With less than 24 hours to go until results are released, a PA sample of 130 of the UK’s largest higher education providers showed there were 22,521 courses with vacancies for undergraduate students living in England.

A similar analysis last year, carried out by PA the day before A-level results day, showed there were 22,685 courses with vacancies on the clearing site – which is slightly more than the number of courses listed at the same point this year.

As of yesterday morning, Edinburgh University, a member of the Russell Group, which represents some of the most prestigious UK institutions, had just one course listed as available in clearing, compared with 19 a week ago.

Meanwhile, King’s College London (KCL) had five courses listed, compared with 14 Wednesday last week.

A University of Edinburgh spokesman said: ‘Entry to the University of Edinburgh is competitive and every year we seek to attract the brightest minds from Scotland, the rest of the UK, and internationally.

‘We are committed to fostering a diverse academic community and limited places are open in some areas where we have capacity.’

Overall, 16 of the 24 Russell Group universities had vacancies on courses for English residents – a total of 2,171 courses between them on the day before A-level results day, a slight rise from 2,021 a week ago.

The University of Liverpool, which had no courses listed on the Ucas clearing site on Wednesday last week, now has 170 listed, which partly explains the rise in the number of courses available across the Russell Group.

Durham University, which had no courses listed on the clearing site on Wednesday morning, plans to offer places to ‘well-qualified’ students – predominately domestic students – through clearing on A-level results day.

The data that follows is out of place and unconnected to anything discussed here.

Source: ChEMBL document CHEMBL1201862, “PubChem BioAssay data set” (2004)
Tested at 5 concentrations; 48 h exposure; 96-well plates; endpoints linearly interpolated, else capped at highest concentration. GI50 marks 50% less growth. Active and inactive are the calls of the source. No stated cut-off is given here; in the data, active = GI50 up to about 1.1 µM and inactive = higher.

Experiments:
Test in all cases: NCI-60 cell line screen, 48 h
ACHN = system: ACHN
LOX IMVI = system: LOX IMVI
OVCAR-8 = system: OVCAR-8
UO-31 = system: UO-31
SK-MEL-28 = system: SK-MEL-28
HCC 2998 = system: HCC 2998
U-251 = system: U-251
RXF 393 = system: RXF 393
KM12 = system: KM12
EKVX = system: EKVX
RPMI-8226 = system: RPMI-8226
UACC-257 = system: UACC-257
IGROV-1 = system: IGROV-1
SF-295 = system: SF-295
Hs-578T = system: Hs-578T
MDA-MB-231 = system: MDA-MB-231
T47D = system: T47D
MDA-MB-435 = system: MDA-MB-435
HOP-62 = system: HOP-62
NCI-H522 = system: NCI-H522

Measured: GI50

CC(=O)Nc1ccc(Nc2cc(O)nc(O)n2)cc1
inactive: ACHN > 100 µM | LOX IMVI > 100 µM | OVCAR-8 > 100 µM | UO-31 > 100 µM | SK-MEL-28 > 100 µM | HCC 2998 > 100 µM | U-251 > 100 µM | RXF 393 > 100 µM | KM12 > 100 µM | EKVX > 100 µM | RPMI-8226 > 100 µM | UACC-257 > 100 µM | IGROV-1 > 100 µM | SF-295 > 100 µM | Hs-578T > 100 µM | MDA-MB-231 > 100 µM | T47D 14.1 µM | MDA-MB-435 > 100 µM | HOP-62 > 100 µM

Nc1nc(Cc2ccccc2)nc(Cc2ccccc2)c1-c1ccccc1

In England, exams regulator Ofqual has said this year’s national A-level results will be lower than last year but they are expected to be similar to those before the pandemic.

It comes after Covid-19 led to an increase in top A-level grades in 2020 and 2021, with results based on teacher assessments instead of exams.

Ms Stern said: ‘One of the things that’s happened this year is, because Ofqual has been quite clear about the grading profile, universities actually increased their offer rates, so they made more offers, because they had a greater sense of clarity about how grades were going to be distributed.’

That might mean in some cases they’ve got fewer places going into clearing.’

‘Whereas we will always see some disappointment on results day, that disappointment might be intensified if those young people feel that actually the kind of grades they were getting through the year and on their Ucas reference from the school reflected something higher than in reality they could be getting [on Thursday],’ he said.

Schools Minister Nick Gibb has said exam results in England need to return to pre-pandemic levels to ensure A-levels carry ‘weight and credibility’ with employers and universities.

But he said ‘additional protection’ is in place this year where grade boundaries will be altered if senior examiners find national evidence of a drop in standards compared with 2019.

It comes after Covid-19 led to an increase in top A-level and GCSE grades in 2020 and 2021, with results based on teacher assessments instead of exams.